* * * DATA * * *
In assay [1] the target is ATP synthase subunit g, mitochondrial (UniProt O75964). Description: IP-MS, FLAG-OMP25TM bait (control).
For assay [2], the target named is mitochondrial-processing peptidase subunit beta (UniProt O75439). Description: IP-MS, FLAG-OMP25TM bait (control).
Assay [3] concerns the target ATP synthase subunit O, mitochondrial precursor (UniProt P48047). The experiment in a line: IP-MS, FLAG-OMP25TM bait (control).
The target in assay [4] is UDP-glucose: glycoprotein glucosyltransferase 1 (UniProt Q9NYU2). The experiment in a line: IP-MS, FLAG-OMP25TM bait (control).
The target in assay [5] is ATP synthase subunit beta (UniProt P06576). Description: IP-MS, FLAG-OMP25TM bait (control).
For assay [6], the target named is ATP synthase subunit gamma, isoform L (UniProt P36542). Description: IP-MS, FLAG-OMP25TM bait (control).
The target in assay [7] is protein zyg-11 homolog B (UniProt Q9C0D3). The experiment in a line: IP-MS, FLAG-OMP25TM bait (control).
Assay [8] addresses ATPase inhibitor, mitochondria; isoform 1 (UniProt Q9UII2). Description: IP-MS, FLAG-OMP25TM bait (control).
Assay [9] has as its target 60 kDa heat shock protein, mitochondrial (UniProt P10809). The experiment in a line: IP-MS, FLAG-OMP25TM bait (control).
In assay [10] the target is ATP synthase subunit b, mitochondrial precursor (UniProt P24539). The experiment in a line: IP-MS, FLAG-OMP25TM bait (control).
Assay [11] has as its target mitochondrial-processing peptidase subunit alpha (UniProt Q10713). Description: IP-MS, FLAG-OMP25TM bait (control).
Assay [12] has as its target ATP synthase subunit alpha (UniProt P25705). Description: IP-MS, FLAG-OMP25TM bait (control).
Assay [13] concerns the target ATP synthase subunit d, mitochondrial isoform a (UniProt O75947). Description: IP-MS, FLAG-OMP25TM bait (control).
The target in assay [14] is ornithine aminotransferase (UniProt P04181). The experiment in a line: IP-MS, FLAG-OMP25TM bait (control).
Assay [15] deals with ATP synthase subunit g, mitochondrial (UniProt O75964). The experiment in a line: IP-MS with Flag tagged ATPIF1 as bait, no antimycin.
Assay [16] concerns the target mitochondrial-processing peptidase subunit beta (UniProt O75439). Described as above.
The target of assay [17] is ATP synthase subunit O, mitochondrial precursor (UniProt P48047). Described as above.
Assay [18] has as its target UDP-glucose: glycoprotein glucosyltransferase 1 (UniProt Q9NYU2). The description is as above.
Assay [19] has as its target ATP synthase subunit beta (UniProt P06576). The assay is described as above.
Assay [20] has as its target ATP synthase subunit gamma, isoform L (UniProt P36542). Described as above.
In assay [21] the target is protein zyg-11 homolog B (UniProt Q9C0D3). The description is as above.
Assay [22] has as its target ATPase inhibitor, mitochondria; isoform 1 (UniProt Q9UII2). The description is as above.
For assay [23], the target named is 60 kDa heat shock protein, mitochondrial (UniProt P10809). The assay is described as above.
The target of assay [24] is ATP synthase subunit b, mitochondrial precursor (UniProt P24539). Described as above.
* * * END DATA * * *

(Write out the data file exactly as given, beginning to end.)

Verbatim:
In assay [1] the target is ATP synthase subunit g, mitochondrial (UniProt O75964). Description: IP-MS, FLAG-OMP25TM bait (control).
For assay [2], the target named is mitochondrial-processing peptidase subunit beta (UniProt O75439). Description: IP-MS, FLAG-OMP25TM bait (control).
Assay [3] concerns the target ATP synthase subunit O, mitochondrial precursor (UniProt P48047). The experiment in a line: IP-MS, FLAG-OMP25TM bait (control).
The target in assay [4] is UDP-glucose: glycoprotein glucosyltransferase 1 (UniProt Q9NYU2). The experiment in a line: IP-MS, FLAG-OMP25TM bait (control).
The target in assay [5] is ATP synthase subunit beta (UniProt P06576). Description: IP-MS, FLAG-OMP25TM bait (control).
For assay [6], the target named is ATP synthase subunit gamma, isoform L (UniProt P36542). Description: IP-MS, FLAG-OMP25TM bait (control).
The target in assay [7] is protein zyg-11 homolog B (UniProt Q9C0D3). The experiment in a line: IP-MS, FLAG-OMP25TM bait (control).
Assay [8] addresses ATPase inhibitor, mitochondria; isoform 1 (UniProt Q9UII2). Description: IP-MS, FLAG-OMP25TM bait (control).
Assay [9] has as its target 60 kDa heat shock protein, mitochondrial (UniProt P10809). The experiment in a line: IP-MS, FLAG-OMP25TM bait (control).
In assay [10] the target is ATP synthase subunit b, mitochondrial precursor (UniProt P24539). The experiment in a line: IP-MS, FLAG-OMP25TM bait (control).
Assay [11] has as its target mitochondrial-processing peptidase subunit alpha (UniProt Q10713). Description: IP-MS, FLAG-OMP25TM bait (control).
Assay [12] has as its target ATP synthase subunit alpha (UniProt P25705). Description: IP-MS, FLAG-OMP25TM bait (control).
Assay [13] concerns the target ATP synthase subunit d, mitochondrial isoform a (UniProt O75947). Description: IP-MS, FLAG-OMP25TM bait (control).
The target in assay [14] is ornithine aminotransferase (UniProt P04181). The experiment in a line: IP-MS, FLAG-OMP25TM bait (control).
Assay [15] deals with ATP synthase subunit g, mitochondrial (UniProt O75964). The experiment in a line: IP-MS with Flag tagged ATPIF1 as bait, no antimycin.
Assay [16] concerns the target mitochondrial-processing peptidase subunit beta (UniProt O75439). Described as above.
The target of assay [17] is ATP synthase subunit O, mitochondrial precursor (UniProt P48047). Described as above.
Assay [18] has as its target UDP-glucose: glycoprotein glucosyltransferase 1 (UniProt Q9NYU2). The description is as above.
Assay [19] has as its target ATP synthase subunit beta (UniProt P06576). The assay is described as above.
Assay [20] has as its target ATP synthase subunit gamma, isoform L (UniProt P36542). Described as above.
In assay [21] the target is protein zyg-11 homolog B (UniProt Q9C0D3). The description is as above.
Assay [22] has as its target ATPase inhibitor, mitochondria; isoform 1 (UniProt Q9UII2). The description is as above.
For assay [23], the target named is 60 kDa heat shock protein, mitochondrial (UniProt P10809). The assay is described as above.
The target of assay [24] is ATP synthase subunit b, mitochondrial precursor (UniProt P24539). Described as above.